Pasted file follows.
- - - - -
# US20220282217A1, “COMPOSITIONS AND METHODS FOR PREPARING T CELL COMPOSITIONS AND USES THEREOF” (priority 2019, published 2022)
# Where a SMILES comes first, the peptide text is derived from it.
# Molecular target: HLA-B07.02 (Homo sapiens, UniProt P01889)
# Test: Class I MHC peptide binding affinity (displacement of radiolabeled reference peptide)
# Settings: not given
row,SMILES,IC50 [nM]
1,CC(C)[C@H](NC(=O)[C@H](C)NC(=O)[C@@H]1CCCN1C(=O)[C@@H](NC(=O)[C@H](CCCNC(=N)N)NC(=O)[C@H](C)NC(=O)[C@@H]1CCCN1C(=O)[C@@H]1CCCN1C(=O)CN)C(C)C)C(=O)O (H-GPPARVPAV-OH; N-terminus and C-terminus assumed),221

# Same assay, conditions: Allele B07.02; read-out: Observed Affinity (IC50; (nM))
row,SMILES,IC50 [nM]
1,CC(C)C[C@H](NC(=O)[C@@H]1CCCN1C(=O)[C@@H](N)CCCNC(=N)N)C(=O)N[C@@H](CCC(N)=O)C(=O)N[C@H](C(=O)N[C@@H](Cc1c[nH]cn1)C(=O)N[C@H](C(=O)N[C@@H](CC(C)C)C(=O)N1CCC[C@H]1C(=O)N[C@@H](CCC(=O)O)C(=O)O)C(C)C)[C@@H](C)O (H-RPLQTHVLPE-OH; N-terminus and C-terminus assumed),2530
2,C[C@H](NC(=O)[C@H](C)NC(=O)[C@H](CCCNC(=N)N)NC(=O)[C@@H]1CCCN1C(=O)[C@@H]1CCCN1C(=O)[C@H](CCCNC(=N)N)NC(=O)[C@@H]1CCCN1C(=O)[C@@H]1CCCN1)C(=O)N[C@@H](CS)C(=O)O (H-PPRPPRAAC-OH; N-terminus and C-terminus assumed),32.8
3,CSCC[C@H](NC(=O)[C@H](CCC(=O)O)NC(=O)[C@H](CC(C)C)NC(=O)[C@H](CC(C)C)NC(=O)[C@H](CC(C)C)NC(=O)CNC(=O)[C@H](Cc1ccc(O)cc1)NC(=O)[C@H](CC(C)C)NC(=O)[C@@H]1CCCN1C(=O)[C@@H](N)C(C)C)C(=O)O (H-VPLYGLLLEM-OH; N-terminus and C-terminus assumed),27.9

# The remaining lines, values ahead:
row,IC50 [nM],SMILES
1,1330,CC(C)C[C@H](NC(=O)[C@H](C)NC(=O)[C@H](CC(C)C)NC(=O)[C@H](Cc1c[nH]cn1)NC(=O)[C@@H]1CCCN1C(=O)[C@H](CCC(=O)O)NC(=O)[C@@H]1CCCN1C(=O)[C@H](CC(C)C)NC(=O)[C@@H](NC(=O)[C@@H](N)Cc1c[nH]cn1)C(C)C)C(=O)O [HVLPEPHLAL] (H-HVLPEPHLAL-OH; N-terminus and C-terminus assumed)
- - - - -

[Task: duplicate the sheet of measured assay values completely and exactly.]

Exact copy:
# US20220282217A1, “COMPOSITIONS AND METHODS FOR PREPARING T CELL COMPOSITIONS AND USES THEREOF” (priority 2019, published 2022)
# Where a SMILES comes first, the peptide text is derived from it.
# Molecular target: HLA-B07.02 (Homo sapiens, UniProt P01889)
# Test: Class I MHC peptide binding affinity (displacement of radiolabeled reference peptide)
# Settings: not given
row,SMILES,IC50 [nM]
1,CC(C)[C@H](NC(=O)[C@H](C)NC(=O)[C@@H]1CCCN1C(=O)[C@@H](NC(=O)[C@H](CCCNC(=N)N)NC(=O)[C@H](C)NC(=O)[C@@H]1CCCN1C(=O)[C@@H]1CCCN1C(=O)CN)C(C)C)C(=O)O (H-GPPARVPAV-OH; N-terminus and C-terminus assumed),221

# Same assay, conditions: Allele B07.02; read-out: Observed Affinity (IC50; (nM))
row,SMILES,IC50 [nM]
1,CC(C)C[C@H](NC(=O)[C@@H]1CCCN1C(=O)[C@@H](N)CCCNC(=N)N)C(=O)N[C@@H](CCC(N)=O)C(=O)N[C@H](C(=O)N[C@@H](Cc1c[nH]cn1)C(=O)N[C@H](C(=O)N[C@@H](CC(C)C)C(=O)N1CCC[C@H]1C(=O)N[C@@H](CCC(=O)O)C(=O)O)C(C)C)[C@@H](C)O (H-RPLQTHVLPE-OH; N-terminus and C-terminus assumed),2530
2,C[C@H](NC(=O)[C@H](C)NC(=O)[C@H](CCCNC(=N)N)NC(=O)[C@@H]1CCCN1C(=O)[C@@H]1CCCN1C(=O)[C@H](CCCNC(=N)N)NC(=O)[C@@H]1CCCN1C(=O)[C@@H]1CCCN1)C(=O)N[C@@H](CS)C(=O)O (H-PPRPPRAAC-OH; N-terminus and C-terminus assumed),32.8
3,CSCC[C@H](NC(=O)[C@H](CCC(=O)O)NC(=O)[C@H](CC(C)C)NC(=O)[C@H](CC(C)C)NC(=O)[C@H](CC(C)C)NC(=O)CNC(=O)[C@H](Cc1ccc(O)cc1)NC(=O)[C@H](CC(C)C)NC(=O)[C@@H]1CCCN1C(=O)[C@@H](N)C(C)C)C(=O)O (H-VPLYGLLLEM-OH; N-terminus and C-terminus assumed),27.9

# The remaining lines, values ahead:
row,IC50 [nM],SMILES
1,1330,CC(C)C[C@H](NC(=O)[C@H](C)NC(=O)[C@H](CC(C)C)NC(=O)[C@H](Cc1c[nH]cn1)NC(=O)[C@@H]1CCCN1C(=O)[C@H](CCC(=O)O)NC(=O)[C@@H]1CCCN1C(=O)[C@H](CC(C)C)NC(=O)[C@@H](NC(=O)[C@@H](N)Cc1c[nH]cn1)C(C)C)C(=O)O [HVLPEPHLAL] (H-HVLPEPHLAL-OH; N-terminus and C-terminus assumed)